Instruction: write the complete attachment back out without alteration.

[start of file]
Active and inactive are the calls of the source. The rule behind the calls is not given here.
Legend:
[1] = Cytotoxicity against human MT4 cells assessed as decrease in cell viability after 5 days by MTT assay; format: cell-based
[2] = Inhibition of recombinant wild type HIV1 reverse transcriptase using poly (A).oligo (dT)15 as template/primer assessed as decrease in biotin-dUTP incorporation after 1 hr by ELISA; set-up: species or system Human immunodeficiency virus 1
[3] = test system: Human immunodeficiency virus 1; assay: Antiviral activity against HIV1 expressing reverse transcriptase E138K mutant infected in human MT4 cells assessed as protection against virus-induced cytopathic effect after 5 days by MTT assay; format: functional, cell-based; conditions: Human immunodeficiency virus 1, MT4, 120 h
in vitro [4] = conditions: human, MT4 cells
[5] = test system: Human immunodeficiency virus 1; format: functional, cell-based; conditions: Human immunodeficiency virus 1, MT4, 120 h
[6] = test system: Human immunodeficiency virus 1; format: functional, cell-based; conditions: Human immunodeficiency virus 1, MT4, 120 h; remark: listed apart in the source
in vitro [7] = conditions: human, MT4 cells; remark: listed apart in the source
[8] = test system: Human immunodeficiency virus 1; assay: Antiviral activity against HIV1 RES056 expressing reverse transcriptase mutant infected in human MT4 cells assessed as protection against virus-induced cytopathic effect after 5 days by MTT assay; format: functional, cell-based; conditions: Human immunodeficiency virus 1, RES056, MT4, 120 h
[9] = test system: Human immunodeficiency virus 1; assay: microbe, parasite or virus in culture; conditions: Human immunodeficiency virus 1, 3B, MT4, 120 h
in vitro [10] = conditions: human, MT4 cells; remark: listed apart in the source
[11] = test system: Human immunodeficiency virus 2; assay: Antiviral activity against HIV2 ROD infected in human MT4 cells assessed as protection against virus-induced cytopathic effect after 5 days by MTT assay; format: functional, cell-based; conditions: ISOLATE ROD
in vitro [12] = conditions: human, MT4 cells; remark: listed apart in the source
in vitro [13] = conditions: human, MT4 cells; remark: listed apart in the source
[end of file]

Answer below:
Active and inactive are the calls of the source. The rule behind the calls is not given here.
Legend:
[1] = Cytotoxicity against human MT4 cells assessed as decrease in cell viability after 5 days by MTT assay; format: cell-based
[2] = Inhibition of recombinant wild type HIV1 reverse transcriptase using poly (A).oligo (dT)15 as template/primer assessed as decrease in biotin-dUTP incorporation after 1 hr by ELISA; set-up: species or system Human immunodeficiency virus 1
[3] = test system: Human immunodeficiency virus 1; assay: Antiviral activity against HIV1 expressing reverse transcriptase E138K mutant infected in human MT4 cells assessed as protection against virus-induced cytopathic effect after 5 days by MTT assay; format: functional, cell-based; conditions: Human immunodeficiency virus 1, MT4, 120 h
in vitro [4] = conditions: human, MT4 cells
[5] = test system: Human immunodeficiency virus 1; format: functional, cell-based; conditions: Human immunodeficiency virus 1, MT4, 120 h
[6] = test system: Human immunodeficiency virus 1; format: functional, cell-based; conditions: Human immunodeficiency virus 1, MT4, 120 h; remark: listed apart in the source
in vitro [7] = conditions: human, MT4 cells; remark: listed apart in the source
[8] = test system: Human immunodeficiency virus 1; assay: Antiviral activity against HIV1 RES056 expressing reverse transcriptase mutant infected in human MT4 cells assessed as protection against virus-induced cytopathic effect after 5 days by MTT assay; format: functional, cell-based; conditions: Human immunodeficiency virus 1, RES056, MT4, 120 h
[9] = test system: Human immunodeficiency virus 1; assay: microbe, parasite or virus in culture; conditions: Human immunodeficiency virus 1, 3B, MT4, 120 h
in vitro [10] = conditions: human, MT4 cells; remark: listed apart in the source
[11] = test system: Human immunodeficiency virus 2; assay: Antiviral activity against HIV2 ROD infected in human MT4 cells assessed as protection against virus-induced cytopathic effect after 5 days by MTT assay; format: functional, cell-based; conditions: ISOLATE ROD
in vitro [12] = conditions: human, MT4 cells; remark: listed apart in the source
in vitro [13] = conditions: human, MT4 cells; remark: listed apart in the source